Woman starts gluten-free bakery from scratch (w/video)
May 14, 2014 at 12:14 a.m.
Three years ago, Miranda Lastinger ate her last Cheddar Bay Biscuit from Red Lobster.
That was after her doctor broke the news that she had celiac disease, an autoimmune disorder that causes malabsorption that ruins the lining of the intestines, she explained.
"That first year was awful," Lastinger, 25, said.
After struggling to find a balance between dining out and shopping for food that is gluten-free, she decided to start a business that would help make things easier for herself and others who had dietary restrictions.
On May 10, she started doing business as the Gluten-Freedom Bakery. She packed all her baked goodies and set up shop at the Goliad Market Days to showcase her wares.
Under the Texas Cottage Food Act, she is able to sell her gluten-free food out of her home and during public shopping events such as market days.
"Eventually, I want to do more," she said with a smile. "I'd like to get a storefront and be able to turn it into a bistro and serve lunch."
Lastinger wants to include other diet-friendly foods that might be sugar-free or dairy-free, she said.
Until then, she'll work from the small kitchen she and her fiance, Brandon Wallace, rent in Victoria with their 11-month-old son, Rhett Wallace.
She said she's starting with the basics - an electric stove and hand mixer - and plans to build her way to a professional bakery.
All the tortillas are mixed by hand, rolled by hand, cooked by hand and bagged by hand, too.
Everything is baked to order including cakes in a variety of flavors.
"Her brownies, carrot cake, chocolate cake and chocolate chips cookies are so good," said Victoria Kocian. "Everything is really, really good."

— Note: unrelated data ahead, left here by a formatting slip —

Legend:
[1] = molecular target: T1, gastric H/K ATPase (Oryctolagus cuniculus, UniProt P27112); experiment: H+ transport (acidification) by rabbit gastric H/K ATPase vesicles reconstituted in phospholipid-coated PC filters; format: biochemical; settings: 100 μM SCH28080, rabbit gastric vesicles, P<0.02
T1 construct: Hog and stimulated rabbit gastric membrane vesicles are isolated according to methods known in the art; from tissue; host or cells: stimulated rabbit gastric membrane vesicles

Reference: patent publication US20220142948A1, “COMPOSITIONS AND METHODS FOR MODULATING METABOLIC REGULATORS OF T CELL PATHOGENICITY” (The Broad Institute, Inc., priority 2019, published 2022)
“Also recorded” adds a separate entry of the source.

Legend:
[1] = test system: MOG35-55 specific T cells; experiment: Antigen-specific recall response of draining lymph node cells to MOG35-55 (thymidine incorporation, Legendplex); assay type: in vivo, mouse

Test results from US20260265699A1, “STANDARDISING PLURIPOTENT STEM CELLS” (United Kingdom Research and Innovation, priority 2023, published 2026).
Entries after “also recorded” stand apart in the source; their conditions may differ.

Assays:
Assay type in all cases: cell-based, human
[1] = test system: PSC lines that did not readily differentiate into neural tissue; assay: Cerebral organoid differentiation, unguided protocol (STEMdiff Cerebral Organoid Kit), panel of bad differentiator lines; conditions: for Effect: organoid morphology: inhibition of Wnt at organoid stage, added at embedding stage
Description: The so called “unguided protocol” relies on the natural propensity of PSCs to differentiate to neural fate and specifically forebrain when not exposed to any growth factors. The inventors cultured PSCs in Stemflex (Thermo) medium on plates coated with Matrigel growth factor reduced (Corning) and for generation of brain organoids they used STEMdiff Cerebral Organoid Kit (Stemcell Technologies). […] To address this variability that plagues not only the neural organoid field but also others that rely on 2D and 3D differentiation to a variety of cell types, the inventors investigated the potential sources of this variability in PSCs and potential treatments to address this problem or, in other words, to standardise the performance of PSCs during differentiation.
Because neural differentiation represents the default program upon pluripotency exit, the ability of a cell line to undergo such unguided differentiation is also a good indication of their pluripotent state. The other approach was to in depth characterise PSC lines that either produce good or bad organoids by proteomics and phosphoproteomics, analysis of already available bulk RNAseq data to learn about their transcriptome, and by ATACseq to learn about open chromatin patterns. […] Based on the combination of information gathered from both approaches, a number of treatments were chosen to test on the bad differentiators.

Kocian met Lastinger for the first time Saturday during the Goliad Market Days. Kocian wasn't diagnosed with celiac disease, but she has a sensitivity to gluten. She said she has to limit what she eats and has to keep an eye on the list of ingredients.
When Kocian found out about Gluten-Freedom Bakery, she was excited to know she and her family could find tortillas and bread they could eat without any problems.
"We are going to do a weekly order with her," she said about Lastinger.
That is what the stay-at-home mom turned business owner had in mind.
"I want to make gluten-free products that don't taste gluten-free," Lastinger said.
Every time she went out to eat with her friends or family, Lastinger said, options were slim to nothing - grilled chicken or salads. Even the gluten-free menus at area restaurants still posed problems, as the meals often came back wrong, she said.
Her friend, Sunitha Subbaiah, saw firsthand how hard it could be for Lastinger to dine out.
Subbaiah remembers a time when Lastinger was unable to eat something from a Mexican food restaurant because of the flour tortillas.
"She had asked them to make it a certain way, but it came out wrong," Subbaiah, 37, said. "She had to send it back."
That was too often the experience for her friend, she said. Until one day, Subbaiah said, Lastinger told her she was going to start making gluten-free food at home.
She kept perfecting everything and just kept trying and trying to make it perfect, Subbaiah said.
"I tried a few different things, and I was impressed," Subbaiah said. "You don't taste the difference at all."
Subbaiah is glad her friend has found a solution for her dietary needs.
"It's a passion of hers," Subbaiah said. "I hope people really look into it, especially those with celiac disease."